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Gastrointest Endosc. 2008 Feb;67(2):202-9. doi: 10.1016/j.gie.2007.09.054.

Clinical impact of endoscopic submucosal dissection for superficial adenocarcinoma located at the esophagogastric junction.

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  • 1Department of Endoscopy, National Cancer Center Hospital, Tokyo, Japan.

Abstract

BACKGROUND:

Surgery is the standard treatment for neoplasms located at the esophagogastric junction (EGJ), and, recently, EMR, photodynamic therapy (PDT), or both have also been used for early stage neoplasms located at the EGJ. Endoscopic submucosal dissection (ESD) is a newly developed technique in the field of endoscopic treatments for GI neoplasms because of its high rate of en bloc resection.

OBJECTIVE:

We used ESD for superficial adenocarcinoma located at the EGJ and evaluated its clinical impact.

PATIENTS:

Twenty-five lesions of superficial adenocarcinomas located at the EGJ from 24 patients were treated with ESD between June 2001 and January 2006. An adenocarcinoma located at the EGJ was defined as a "junctional carcinoma (type II)" according to Siewert's classification.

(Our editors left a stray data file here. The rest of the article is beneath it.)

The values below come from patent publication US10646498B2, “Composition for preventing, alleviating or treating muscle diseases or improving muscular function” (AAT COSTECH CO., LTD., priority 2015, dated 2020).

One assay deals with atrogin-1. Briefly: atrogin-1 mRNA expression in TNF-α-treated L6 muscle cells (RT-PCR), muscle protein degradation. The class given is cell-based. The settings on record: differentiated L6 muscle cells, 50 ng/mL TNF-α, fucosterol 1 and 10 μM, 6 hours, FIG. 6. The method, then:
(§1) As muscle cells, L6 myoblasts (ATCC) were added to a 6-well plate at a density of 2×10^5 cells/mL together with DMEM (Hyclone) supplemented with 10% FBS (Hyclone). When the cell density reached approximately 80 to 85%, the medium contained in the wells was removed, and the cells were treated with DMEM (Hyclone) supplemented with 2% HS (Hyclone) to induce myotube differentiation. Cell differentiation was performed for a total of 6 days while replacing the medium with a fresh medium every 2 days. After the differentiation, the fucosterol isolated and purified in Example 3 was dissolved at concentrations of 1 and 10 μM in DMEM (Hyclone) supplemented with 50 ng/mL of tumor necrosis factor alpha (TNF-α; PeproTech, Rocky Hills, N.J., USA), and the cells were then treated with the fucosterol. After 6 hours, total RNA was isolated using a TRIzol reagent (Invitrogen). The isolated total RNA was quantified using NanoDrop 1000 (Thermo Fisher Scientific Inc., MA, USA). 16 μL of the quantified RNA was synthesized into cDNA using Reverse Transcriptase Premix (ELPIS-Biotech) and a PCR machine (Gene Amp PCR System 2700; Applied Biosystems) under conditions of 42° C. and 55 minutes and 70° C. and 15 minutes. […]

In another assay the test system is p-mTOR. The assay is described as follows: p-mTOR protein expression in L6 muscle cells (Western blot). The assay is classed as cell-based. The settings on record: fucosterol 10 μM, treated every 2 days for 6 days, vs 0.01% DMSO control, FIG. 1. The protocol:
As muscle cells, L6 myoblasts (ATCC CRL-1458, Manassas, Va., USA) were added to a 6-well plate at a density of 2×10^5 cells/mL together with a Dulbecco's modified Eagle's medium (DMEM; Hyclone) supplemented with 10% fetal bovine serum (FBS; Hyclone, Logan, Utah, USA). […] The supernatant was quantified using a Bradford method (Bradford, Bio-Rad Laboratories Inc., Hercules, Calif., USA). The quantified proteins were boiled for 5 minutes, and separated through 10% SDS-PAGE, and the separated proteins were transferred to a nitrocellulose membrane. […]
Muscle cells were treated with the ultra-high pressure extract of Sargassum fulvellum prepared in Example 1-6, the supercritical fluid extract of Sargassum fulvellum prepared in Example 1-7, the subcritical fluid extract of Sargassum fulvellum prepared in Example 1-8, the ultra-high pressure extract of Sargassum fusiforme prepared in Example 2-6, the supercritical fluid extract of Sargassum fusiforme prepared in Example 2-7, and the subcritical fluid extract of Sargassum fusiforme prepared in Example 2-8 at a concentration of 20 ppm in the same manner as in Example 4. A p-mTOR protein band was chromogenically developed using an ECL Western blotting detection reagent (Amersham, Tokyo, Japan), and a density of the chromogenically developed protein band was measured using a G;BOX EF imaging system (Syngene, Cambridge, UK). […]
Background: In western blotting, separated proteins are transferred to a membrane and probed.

MAIN OUTCOME MEASUREMENT:

Complications, en bloc resection rate, curative resection rate, local recurrence, and distant metastasis were evaluated.

RESULTS:

No complications except stenosis occurred. The en bloc resection rate was 100%. Seventeen lesions (72.0%) were judged as "curative resection" and showed no local or distant recurrence during a median follow-up period of 30.1 months. Seven lesions were diagnosed as "noncurative resection." Two patients underwent additional surgical resections. In 1 of 2 of the surgical resections, however, we could not identify a residual cancer. In 1 patient, who refused additional surgical resection, lung metastases were found after 3 years.

LIMITATIONS:

The limitation of the study was its retrospective design.

CONCLUSIONS:

After long-term follow-up, although surgery for a noncurative resection remains a standard treatment, ESD can be adequately adopted as an effective treatment for superficial adenocarcinomas at the EGJ.

PMID:
18226681
[PubMed - indexed for MEDLINE]
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